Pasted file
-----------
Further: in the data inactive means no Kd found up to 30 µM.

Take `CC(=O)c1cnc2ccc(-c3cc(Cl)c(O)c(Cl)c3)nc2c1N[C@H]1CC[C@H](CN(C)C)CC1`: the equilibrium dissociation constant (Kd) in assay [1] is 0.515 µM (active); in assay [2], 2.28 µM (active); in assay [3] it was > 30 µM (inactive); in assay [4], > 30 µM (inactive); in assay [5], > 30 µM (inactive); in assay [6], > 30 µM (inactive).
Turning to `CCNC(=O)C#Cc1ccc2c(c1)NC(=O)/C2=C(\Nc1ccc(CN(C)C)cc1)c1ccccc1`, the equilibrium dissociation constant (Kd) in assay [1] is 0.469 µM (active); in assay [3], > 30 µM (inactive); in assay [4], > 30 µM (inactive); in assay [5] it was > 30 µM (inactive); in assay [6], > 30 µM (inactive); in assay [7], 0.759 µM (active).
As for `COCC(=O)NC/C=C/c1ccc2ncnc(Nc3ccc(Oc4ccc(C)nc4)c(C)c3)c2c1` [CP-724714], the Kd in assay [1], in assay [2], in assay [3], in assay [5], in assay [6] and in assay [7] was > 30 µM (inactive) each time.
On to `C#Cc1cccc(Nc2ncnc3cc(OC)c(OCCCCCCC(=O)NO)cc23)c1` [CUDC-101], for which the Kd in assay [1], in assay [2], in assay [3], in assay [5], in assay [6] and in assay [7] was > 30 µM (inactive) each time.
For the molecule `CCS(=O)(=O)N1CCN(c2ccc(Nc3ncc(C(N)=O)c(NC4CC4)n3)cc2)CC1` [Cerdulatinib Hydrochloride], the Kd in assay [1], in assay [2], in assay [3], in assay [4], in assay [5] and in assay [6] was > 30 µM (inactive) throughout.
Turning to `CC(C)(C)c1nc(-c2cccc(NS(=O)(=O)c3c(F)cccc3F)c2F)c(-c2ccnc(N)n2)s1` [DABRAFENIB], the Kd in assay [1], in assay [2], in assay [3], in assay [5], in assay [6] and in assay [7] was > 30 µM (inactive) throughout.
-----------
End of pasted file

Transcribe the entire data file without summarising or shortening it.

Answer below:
Further: in the data inactive means no Kd found up to 30 µM.

Take `CC(=O)c1cnc2ccc(-c3cc(Cl)c(O)c(Cl)c3)nc2c1N[C@H]1CC[C@H](CN(C)C)CC1`: the equilibrium dissociation constant (Kd) in assay [1] is 0.515 µM (active); in assay [2], 2.28 µM (active); in assay [3] it was > 30 µM (inactive); in assay [4], > 30 µM (inactive); in assay [5], > 30 µM (inactive); in assay [6], > 30 µM (inactive).
Turning to `CCNC(=O)C#Cc1ccc2c(c1)NC(=O)/C2=C(\Nc1ccc(CN(C)C)cc1)c1ccccc1`, the equilibrium dissociation constant (Kd) in assay [1] is 0.469 µM (active); in assay [3], > 30 µM (inactive); in assay [4], > 30 µM (inactive); in assay [5] it was > 30 µM (inactive); in assay [6], > 30 µM (inactive); in assay [7], 0.759 µM (active).
As for `COCC(=O)NC/C=C/c1ccc2ncnc(Nc3ccc(Oc4ccc(C)nc4)c(C)c3)c2c1` [CP-724714], the Kd in assay [1], in assay [2], in assay [3], in assay [5], in assay [6] and in assay [7] was > 30 µM (inactive) each time.
On to `C#Cc1cccc(Nc2ncnc3cc(OC)c(OCCCCCCC(=O)NO)cc23)c1` [CUDC-101], for which the Kd in assay [1], in assay [2], in assay [3], in assay [5], in assay [6] and in assay [7] was > 30 µM (inactive) each time.
For the molecule `CCS(=O)(=O)N1CCN(c2ccc(Nc3ncc(C(N)=O)c(NC4CC4)n3)cc2)CC1` [Cerdulatinib Hydrochloride], the Kd in assay [1], in assay [2], in assay [3], in assay [4], in assay [5] and in assay [6] was > 30 µM (inactive) throughout.
Turning to `CC(C)(C)c1nc(-c2cccc(NS(=O)(=O)c3c(F)cccc3F)c2F)c(-c2ccnc(N)n2)s1` [DABRAFENIB], the Kd in assay [1], in assay [2], in assay [3], in assay [5], in assay [6] and in assay [7] was > 30 µM (inactive) throughout.